This procedure is the most common gastric bypass method. The surgery is non-reversible and works by decreasing the amount of food that a patient can consume in each meal and reducing the absorption of nutrients.
During this procedure, a large portion of one’s stomach is removed from its connection to the small intestine, sealing it off from the rest of the stomach. The first section of the small intestine is also removed. The remaining “pouch” and small intestine are then sewn together.
Any food consumed then goes into this small stomach pouch and then directly into the small intestine. As food bypasses most of your stomach and enters through the middle part of the small intestine, the amount of food that a patient can consume is significantly reduced.
Simultaneously, nutrients that usually pass through the small intestine go through a smaller tract, resulting in decreased absorption of nutrients.
Sleeve gastrectomy involves removing about 80% of the stomach, leaving a pouch that looks like a sleeve. Since the stomach’s size has been reduced, the stomach cannot hold as much food. The production of ghrelin, the hormone that regulates hunger, is also lowered following the reduction in the stomach’s size, which may lessen your desire to eat.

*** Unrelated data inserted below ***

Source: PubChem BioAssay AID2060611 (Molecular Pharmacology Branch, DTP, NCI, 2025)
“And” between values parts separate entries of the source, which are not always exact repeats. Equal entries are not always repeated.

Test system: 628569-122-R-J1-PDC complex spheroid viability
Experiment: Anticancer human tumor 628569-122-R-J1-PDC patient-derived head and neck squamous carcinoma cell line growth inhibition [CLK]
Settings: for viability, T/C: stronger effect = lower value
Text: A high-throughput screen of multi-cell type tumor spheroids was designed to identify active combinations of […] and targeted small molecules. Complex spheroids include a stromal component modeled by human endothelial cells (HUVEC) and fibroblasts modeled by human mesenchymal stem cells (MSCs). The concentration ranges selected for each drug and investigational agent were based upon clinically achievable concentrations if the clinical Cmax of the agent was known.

Some advantages of a sleeve gastrectomy include significant weight loss and no removal or bypass of the intestines. A sleeve gastrectomy also requires a shorter hospital stay than most other procedures.
Biliopancreatic Diversion With Duodenal Switch
Biliopancreatic Diversion involves a two-part surgery to be performed. The first part of the procedure requires surgery similar to a sleeve gastrectomy. The second part of the surgery consists of connecting the end portion of the small intestine to the duodenum, the first part of the small intestine, bypassing most of the intestine.
This procedure limits the quantity of food consumed and reduces the absorption of nutrients. While it can be advantageous, the procedure carries more significant risk, including malnutrition and vitamin deficiencies.
When deciding on the type of weight-loss surgery most suitable for you, speaking to a doctor to understand your situation and the recommended course of surgery is advised. Your doctor will take several factors into account, and this includes:
- Body mass index (BMI)
- Eating habits
- Other health issues
- Surgical history
- Risks involved
What Is the Difference Between Gastric Sleeve vs Gastric Bypass?
Gastric sleeve surgery and gastric bypass surgery reduce the stomach’s size from its regular size to a small pouch. The reduction of the stomach’s size will cause the pouch to fill up quickly, in turn restricting the amount of food consumed before you feel full.
At the same time, ghrelin, the hormone in charge of inducing hunger is reduced as the stomach’s size is reduced. Both factors combine to cause an individual to lose weight. While both procedures aim to achieve the same effect, how the new stomach pouch is created differs.
In gastric sleeve surgery, the surgeon permanently removes about 80 percent of the stomach. The remainder is sewn into a small banana-shaped stomach pouch, and no additional changes are made.